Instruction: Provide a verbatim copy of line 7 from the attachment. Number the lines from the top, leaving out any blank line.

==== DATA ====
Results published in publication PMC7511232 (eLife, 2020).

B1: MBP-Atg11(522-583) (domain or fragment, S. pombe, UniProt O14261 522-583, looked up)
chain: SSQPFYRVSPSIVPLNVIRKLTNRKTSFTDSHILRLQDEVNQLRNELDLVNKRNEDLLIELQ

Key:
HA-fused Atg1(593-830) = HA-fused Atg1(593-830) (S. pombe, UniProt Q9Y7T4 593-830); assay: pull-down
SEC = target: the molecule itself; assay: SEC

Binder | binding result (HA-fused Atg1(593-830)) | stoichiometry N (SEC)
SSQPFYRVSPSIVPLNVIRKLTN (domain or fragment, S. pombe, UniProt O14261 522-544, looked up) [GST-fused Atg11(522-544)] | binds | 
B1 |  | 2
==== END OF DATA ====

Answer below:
Binder | binding result (HA-fused Atg1(593-830)) | stoichiometry N (SEC)